I built this blog in an uncommon way, so I wanted to share. This post will be about the why behind my choice to build another static site generator. The next post will be about the what with the technical details.
There are so many tools for generating static sites, why build another? In short, I am biased towards building my own software systems.
My thinking has grown up on Rich Hickey talks. I mention this not for the content of any single talk he has given but the general philosophy of software design he shares. Daniel Higginbotham has tried to capture some of Hickey's philosophy here.
I have developed a healthy fear given the risks of depending on systems I don't understand, written by someone who's goals and biases of which I'm unaware and with unknown future development path. Not to mention the real legal risks of different software licenses. I have been burned plenty after deeply investing in learning a new software system and building my own software on it's abstractions, only to discover that the abstraction makes something simple difficult or the implementation has a bug that was difficult to anticipate then to debug or fix. It's disempowering to need to dig into the guts of a new abstraction when your goal is to just move past it.
With SaaS services, there are risks at every moment of outages, network failures or data loss as your system has hidden dependencies on many teams of people, legacy architecture choices and their own SaaS dependencies. It's frustrating when your systems are down and you're left without recourse.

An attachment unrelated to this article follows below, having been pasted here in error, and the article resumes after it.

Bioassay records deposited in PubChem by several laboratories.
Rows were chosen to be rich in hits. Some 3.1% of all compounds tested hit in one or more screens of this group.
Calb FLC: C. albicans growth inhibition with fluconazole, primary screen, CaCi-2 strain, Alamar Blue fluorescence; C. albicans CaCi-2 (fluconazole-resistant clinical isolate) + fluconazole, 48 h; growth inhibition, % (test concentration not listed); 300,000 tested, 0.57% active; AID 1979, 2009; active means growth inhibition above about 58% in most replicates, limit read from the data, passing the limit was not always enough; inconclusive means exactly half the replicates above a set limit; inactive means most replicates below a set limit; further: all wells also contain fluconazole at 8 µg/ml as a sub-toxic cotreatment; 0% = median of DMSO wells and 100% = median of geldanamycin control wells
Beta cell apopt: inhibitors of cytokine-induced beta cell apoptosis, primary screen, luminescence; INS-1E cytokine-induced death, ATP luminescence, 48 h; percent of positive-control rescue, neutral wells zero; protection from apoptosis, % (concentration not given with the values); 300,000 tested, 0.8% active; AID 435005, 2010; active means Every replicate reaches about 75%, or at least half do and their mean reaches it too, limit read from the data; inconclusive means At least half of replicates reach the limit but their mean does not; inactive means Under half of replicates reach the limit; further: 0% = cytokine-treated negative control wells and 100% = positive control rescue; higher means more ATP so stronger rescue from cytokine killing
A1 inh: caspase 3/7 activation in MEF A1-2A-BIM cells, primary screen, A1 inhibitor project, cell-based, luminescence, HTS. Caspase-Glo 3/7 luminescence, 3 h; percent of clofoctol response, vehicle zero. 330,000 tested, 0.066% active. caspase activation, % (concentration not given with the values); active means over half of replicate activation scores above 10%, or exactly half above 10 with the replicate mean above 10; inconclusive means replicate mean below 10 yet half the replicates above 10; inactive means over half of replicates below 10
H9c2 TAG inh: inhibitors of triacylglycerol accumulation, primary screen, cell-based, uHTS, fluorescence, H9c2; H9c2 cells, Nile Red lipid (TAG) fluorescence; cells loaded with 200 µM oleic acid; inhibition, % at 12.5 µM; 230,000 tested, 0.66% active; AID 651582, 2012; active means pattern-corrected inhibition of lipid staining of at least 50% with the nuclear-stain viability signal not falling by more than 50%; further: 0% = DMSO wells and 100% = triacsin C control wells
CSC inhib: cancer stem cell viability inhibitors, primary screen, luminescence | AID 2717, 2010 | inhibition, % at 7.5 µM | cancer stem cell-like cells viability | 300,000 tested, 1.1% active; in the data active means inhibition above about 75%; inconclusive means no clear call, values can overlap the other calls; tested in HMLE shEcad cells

As David Foster Wallace discusses in his speech "This is Water", the longer and deeper you submerge your mind in an environment (or programming language, or software tool) then the more your thinking begins to resemble the facts and limits of that environment. As you become more invested in someone else's software ideas, you may forget that some challenges you're facing are not common or miss that entire classes of errors exists in your environment that don't exist elsewhere.
At this point in my journey, I think about software in terms of a composition of simple and reliable tools (ala Ken Thompson's UNIX philosophy). Investing in building with a small set of tools & abstractions is slow in the short term but carries significant long term benefit. Earlier in my career, I wasted many hours learning broad but not deep, chasing the new popular language or framework but not sticking with any of them long enough to achieve mastery. Economies of scale exist in building deep knowledge (true in other disciplines, too!).
I'm not convinced that software mastery can result in perfection but practice does find improvements. The more small tools you build, the more ideas and code you have to draw upon when you need to compose something bigger. I haven't found that larger software systems have the same economies of scale; they tend to have their own specific quirks and norms.